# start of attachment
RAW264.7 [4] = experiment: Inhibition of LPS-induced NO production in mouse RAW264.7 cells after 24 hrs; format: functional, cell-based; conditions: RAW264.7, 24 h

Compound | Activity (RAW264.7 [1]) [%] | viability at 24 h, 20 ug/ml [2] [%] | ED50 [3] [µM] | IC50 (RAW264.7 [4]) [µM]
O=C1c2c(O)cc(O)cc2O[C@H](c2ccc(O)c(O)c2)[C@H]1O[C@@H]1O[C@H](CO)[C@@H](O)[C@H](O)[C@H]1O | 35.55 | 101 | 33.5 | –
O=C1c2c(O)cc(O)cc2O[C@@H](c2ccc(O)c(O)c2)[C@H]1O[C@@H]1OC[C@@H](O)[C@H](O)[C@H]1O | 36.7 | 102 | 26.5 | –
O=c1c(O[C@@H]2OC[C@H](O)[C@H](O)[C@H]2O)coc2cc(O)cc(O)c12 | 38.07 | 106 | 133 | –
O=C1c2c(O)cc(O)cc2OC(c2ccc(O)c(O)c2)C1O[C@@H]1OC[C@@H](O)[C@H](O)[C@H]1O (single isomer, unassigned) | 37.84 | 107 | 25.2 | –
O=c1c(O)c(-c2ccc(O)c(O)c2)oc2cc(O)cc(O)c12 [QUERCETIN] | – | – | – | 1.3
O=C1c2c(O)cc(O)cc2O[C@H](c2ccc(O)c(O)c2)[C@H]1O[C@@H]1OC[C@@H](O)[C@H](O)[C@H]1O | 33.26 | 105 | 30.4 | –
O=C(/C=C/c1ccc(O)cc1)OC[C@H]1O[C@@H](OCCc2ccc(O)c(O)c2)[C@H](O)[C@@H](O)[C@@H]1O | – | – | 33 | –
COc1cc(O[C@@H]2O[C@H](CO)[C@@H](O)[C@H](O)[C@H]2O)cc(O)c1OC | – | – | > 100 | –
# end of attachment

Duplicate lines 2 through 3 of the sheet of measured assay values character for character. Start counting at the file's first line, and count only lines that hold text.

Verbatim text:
Compound | Activity (RAW264.7 [1]) [%] | viability at 24 h, 20 ug/ml [2] [%] | ED50 [3] [µM] | IC50 (RAW264.7 [4]) [µM]
O=C1c2c(O)cc(O)cc2O[C@H](c2ccc(O)c(O)c2)[C@H]1O[C@@H]1O[C@H](CO)[C@@H](O)[C@H](O)[C@H]1O | 35.55 | 101 | 33.5 | –